OEM/EOC 24-Hour Dispatch Operations
The Mayor's Office of Emergency Management is a 24-hour-a-day operation with five operations officers who are staffed around the clock, seven days a week. The operations officer is in charge of monitoring incidents, processing calls and dispatching crews, as the need arises, to various incidents around the city.
The operations staff continuously monitor for severe weather, terrorism alerts and other developing situations around the county. When the need arises, OEM operations is notified to assist with resources, dispatch and coordinate OEM field units and other agencies, and to handle referrals by 911 call takers via phone or computer aided dispatch. OEM has assigned on-call personnel who can be dispatched as liaisons for major emergencies and disaster scene coordination.
OEM and Metro's Emergency Communications (9-1-1) are co-located. OEM operations officers support 9-1-1 by coordinating requests for assistance from public safety departments, residents and other organizations. They follow standard operating procedures to ensure that each and every call is handled in a timely and efficient manner.
Thanks to modern technology and an array of monitoring equipment, OEM staff can quickly detect flooded creeks, a freezing bridge and other problems that could affect the community with some of the tools made available to them.
Some key OEM tools for response include:
The Nashville Davidson County Emergency Management Plan (CEMP) provides the framework for all emergency management activities, including hazard mitigation, preparedness, response and recovery efforts. The CEMP is multi-hazard and multi-functional, and addresses areas such as notifications and warnings, evacuations, sheltering and public information.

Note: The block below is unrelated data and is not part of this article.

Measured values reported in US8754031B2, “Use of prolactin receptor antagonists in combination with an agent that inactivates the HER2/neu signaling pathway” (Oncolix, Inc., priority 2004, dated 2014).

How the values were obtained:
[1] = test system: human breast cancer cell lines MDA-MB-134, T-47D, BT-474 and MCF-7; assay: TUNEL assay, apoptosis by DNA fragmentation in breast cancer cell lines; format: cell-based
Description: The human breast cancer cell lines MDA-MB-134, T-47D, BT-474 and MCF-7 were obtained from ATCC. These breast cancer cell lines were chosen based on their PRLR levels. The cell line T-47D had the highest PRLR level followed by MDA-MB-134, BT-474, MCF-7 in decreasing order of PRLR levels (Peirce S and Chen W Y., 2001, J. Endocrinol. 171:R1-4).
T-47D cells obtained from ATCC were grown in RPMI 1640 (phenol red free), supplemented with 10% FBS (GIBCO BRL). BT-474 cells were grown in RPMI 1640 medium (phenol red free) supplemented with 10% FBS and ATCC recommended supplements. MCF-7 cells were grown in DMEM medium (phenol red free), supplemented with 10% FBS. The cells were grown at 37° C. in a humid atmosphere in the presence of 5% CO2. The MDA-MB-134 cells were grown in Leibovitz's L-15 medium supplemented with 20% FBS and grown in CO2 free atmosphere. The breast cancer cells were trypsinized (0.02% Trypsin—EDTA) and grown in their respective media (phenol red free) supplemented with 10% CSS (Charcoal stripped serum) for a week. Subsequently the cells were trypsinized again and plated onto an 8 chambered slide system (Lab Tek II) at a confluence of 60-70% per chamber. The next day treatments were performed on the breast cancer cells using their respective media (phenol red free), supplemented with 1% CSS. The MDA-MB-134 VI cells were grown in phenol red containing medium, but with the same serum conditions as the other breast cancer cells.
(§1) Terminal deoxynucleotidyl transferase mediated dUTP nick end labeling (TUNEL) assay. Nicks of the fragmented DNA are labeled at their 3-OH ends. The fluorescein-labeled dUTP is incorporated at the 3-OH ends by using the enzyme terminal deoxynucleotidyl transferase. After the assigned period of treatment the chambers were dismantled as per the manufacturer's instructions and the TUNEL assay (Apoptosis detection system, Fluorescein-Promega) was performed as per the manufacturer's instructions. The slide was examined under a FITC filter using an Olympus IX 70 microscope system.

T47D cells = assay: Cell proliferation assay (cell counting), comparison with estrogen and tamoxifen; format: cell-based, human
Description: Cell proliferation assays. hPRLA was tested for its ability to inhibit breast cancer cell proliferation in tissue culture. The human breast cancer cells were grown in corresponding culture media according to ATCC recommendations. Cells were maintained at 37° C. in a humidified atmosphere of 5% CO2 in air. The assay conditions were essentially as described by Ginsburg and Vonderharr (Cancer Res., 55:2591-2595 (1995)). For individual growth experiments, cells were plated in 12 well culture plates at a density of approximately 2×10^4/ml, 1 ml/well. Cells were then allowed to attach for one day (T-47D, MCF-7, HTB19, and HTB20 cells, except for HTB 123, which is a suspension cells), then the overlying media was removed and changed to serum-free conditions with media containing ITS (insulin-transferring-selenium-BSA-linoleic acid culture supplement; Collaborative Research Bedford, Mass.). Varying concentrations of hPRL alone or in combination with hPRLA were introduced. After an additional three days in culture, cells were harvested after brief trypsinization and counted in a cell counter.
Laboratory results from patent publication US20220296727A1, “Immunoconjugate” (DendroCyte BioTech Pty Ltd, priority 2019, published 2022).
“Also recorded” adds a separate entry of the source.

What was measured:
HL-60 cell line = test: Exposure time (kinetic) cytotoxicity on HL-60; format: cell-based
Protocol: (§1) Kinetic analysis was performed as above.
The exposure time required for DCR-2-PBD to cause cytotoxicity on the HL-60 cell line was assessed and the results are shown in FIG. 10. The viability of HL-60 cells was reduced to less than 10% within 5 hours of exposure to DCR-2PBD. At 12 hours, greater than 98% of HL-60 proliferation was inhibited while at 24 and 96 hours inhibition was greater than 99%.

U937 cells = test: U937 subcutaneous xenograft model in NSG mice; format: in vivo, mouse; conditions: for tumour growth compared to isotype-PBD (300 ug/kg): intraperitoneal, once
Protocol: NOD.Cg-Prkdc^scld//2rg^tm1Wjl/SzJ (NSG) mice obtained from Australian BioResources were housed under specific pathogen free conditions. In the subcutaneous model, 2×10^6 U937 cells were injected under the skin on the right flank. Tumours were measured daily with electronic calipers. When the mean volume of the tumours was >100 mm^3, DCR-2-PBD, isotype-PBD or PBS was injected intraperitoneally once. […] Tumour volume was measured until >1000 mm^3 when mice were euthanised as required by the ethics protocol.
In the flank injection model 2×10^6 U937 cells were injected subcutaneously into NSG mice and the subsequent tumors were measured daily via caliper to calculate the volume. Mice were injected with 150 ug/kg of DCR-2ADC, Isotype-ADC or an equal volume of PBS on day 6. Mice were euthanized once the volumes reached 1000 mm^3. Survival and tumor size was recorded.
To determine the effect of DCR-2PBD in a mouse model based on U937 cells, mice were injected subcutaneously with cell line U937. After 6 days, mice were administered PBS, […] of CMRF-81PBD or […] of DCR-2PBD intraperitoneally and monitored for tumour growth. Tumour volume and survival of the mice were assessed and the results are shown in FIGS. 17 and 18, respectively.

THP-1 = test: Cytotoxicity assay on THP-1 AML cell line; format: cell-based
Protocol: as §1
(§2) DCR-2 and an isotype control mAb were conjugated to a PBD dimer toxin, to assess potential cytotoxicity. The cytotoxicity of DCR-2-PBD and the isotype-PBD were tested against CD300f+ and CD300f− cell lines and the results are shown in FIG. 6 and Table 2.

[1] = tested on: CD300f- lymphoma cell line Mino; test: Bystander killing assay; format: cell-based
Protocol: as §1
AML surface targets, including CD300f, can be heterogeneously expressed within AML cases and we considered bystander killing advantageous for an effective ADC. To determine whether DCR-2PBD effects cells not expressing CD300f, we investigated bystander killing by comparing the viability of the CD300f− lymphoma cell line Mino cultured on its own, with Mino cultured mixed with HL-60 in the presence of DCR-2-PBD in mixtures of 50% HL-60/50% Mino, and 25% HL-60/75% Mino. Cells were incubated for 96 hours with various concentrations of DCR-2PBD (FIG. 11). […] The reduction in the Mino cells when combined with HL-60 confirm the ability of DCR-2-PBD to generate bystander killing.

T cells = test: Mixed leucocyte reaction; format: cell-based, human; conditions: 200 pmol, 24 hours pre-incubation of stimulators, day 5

A computerized information system is used to monitor developing conditions, and to notify operations officers of a possible emergency. The system can provide timely warnings and store volumes of data that is used to support day-to-day operations at OEM.
Another vital component is the computer aided dispatch. The system connects the city's primary public safety agencies - Metro Police, Metro Fire/EMS and OEM – and provides timely notification and coordination of response resources to the scene of an emergency on a 24-hour basis.
During times of EOC Activation, OEM may use the LEO program for situational awareness and information sharing. This program can share data back and forth with its emergency service coordinators and others as necessary.
Severe storms and rapidly-changing weather patterns are routine in Nashville's weather climate. OEM constantly monitors approaching storms and other weather conditions in and around Davidson County using a state-of-the-art weather alert system of Doppler radars and text-based messaging system.
OEM staff can track freezing roads and bridges, and storm water levels with the help of a computerized road, bridge and stream monitoring system, commonly called SCAN. Specialized sensors are strategically placed at key streams to signal high water conditions.
When weather conditions are ripe for potential flooding, OEM dispatches field coordinators to assess flooding hotspots and provide the National Weather Service with information needed to activate flood warnings through the Emergency Alert System (EAS). OEM now also has the ability to activate the Emergency Alert System if necessary, directly from its own offices.
OEM has also partnered with Nashville Electric Service to identify people who need special attention during an evacuation or long-term power outage. Davidson County residents who are chronically ill, physically impaired, on oxygen or require other life-sustaining electrical equipment can register with the special needs database and map. The program is specifically designed to identify people with special needs during a disaster or community crisis.
Alpha-Numeric paging is another notification system OEM uses to provide alerts, notifications and information updates to key personnel at Metro departments, Nashville hospitals and dozens of other organizations. The information includes severe weather warnings, aircraft alerts and other major emergencies throughout the city.
An OEM field response officer is often among the first on the scene of a community disaster or emergency. They are on-call 24 hours a day to respond to severe storms, flooding, power outages, hazardous materials spills and other emergencies. Field coordinators assess the community impact of an incident, and provide the needed resources from Metro, state and federal agencies. Field response coordinators work closely with health and public safety departments, such as Metro Police and Metro Fire, along with State and Federal resources.